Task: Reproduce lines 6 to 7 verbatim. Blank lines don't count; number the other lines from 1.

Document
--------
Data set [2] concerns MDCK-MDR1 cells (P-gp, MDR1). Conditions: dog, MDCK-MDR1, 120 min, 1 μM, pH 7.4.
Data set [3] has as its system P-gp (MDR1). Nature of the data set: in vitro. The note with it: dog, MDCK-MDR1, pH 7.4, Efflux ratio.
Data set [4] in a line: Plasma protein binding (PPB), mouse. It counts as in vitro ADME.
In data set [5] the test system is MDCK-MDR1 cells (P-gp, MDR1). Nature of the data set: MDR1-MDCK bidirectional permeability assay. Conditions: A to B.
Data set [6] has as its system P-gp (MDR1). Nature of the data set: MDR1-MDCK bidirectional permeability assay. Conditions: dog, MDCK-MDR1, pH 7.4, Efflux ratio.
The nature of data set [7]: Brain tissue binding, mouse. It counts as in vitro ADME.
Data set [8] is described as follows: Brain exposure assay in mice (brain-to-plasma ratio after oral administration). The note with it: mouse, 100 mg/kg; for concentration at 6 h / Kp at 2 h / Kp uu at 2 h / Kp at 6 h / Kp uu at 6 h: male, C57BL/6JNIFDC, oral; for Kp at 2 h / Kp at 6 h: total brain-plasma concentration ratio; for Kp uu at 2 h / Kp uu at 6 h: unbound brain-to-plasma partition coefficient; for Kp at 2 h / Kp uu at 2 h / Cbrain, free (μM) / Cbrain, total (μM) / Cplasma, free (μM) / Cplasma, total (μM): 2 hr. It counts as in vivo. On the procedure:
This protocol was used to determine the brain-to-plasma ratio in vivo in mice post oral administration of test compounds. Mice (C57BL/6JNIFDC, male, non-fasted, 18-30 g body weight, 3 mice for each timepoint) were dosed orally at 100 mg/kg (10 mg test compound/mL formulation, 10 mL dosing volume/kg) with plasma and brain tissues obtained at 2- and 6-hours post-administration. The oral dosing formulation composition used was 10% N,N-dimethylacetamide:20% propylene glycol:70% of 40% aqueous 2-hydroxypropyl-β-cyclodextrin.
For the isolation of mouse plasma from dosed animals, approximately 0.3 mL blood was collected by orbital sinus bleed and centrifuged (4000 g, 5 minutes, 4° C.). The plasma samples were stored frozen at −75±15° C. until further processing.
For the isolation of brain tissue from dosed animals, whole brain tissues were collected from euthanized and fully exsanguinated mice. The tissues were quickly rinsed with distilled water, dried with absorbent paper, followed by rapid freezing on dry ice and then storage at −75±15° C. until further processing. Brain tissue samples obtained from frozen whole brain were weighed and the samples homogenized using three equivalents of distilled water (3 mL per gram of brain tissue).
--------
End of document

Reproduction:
The nature of data set [7]: Brain tissue binding, mouse. It counts as in vitro ADME.
Data set [8] is described as follows: Brain exposure assay in mice (brain-to-plasma ratio after oral administration). The note with it: mouse, 100 mg/kg; for concentration at 6 h / Kp at 2 h / Kp uu at 2 h / Kp at 6 h / Kp uu at 6 h: male, C57BL/6JNIFDC, oral; for Kp at 2 h / Kp at 6 h: total brain-plasma concentration ratio; for Kp uu at 2 h / Kp uu at 6 h: unbound brain-to-plasma partition coefficient; for Kp at 2 h / Kp uu at 2 h / Cbrain, free (μM) / Cbrain, total (μM) / Cplasma, free (μM) / Cplasma, total (μM): 2 hr. It counts as in vivo. On the procedure: